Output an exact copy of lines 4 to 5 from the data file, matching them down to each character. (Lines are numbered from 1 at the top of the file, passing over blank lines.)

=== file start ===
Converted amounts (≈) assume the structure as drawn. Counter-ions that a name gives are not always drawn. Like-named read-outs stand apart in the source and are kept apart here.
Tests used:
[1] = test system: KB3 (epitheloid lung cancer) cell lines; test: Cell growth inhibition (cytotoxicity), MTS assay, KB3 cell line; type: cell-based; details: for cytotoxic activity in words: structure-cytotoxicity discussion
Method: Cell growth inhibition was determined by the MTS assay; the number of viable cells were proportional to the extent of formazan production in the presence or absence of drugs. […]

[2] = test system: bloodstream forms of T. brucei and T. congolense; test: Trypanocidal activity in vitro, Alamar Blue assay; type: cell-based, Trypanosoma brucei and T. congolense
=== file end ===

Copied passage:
Method: Cell growth inhibition was determined by the MTS assay; the number of viable cells were proportional to the extent of formazan production in the presence or absence of drugs. […]

[2] = test system: bloodstream forms of T. brucei and T. congolense; test: Trypanocidal activity in vitro, Alamar Blue assay; type: cell-based, Trypanosoma brucei and T. congolense